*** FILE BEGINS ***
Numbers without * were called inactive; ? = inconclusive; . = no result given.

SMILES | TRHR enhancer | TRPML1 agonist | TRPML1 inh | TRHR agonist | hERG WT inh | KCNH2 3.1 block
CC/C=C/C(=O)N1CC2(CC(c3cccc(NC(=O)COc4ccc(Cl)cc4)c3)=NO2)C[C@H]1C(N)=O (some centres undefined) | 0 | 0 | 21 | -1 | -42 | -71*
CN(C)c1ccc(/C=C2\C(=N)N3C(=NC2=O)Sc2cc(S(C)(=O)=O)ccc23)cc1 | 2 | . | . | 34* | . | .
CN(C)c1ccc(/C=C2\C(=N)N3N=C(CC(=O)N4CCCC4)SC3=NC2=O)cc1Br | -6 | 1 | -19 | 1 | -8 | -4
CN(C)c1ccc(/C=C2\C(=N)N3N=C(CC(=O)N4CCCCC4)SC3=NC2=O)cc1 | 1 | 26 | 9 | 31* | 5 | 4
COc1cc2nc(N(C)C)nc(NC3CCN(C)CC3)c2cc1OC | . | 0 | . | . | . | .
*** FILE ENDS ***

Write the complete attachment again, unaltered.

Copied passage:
Numbers without * were called inactive; ? = inconclusive; . = no result given.

SMILES | TRHR enhancer | TRPML1 agonist | TRPML1 inh | TRHR agonist | hERG WT inh | KCNH2 3.1 block
CC/C=C/C(=O)N1CC2(CC(c3cccc(NC(=O)COc4ccc(Cl)cc4)c3)=NO2)C[C@H]1C(N)=O (some centres undefined) | 0 | 0 | 21 | -1 | -42 | -71*
CN(C)c1ccc(/C=C2\C(=N)N3C(=NC2=O)Sc2cc(S(C)(=O)=O)ccc23)cc1 | 2 | . | . | 34* | . | .
CN(C)c1ccc(/C=C2\C(=N)N3N=C(CC(=O)N4CCCC4)SC3=NC2=O)cc1Br | -6 | 1 | -19 | 1 | -8 | -4
CN(C)c1ccc(/C=C2\C(=N)N3N=C(CC(=O)N4CCCCC4)SC3=NC2=O)cc1 | 1 | 26 | 9 | 31* | 5 | 4
COc1cc2nc(N(C)C)nc(NC3CCN(C)CC3)c2cc1OC | . | 0 | . | . | . | .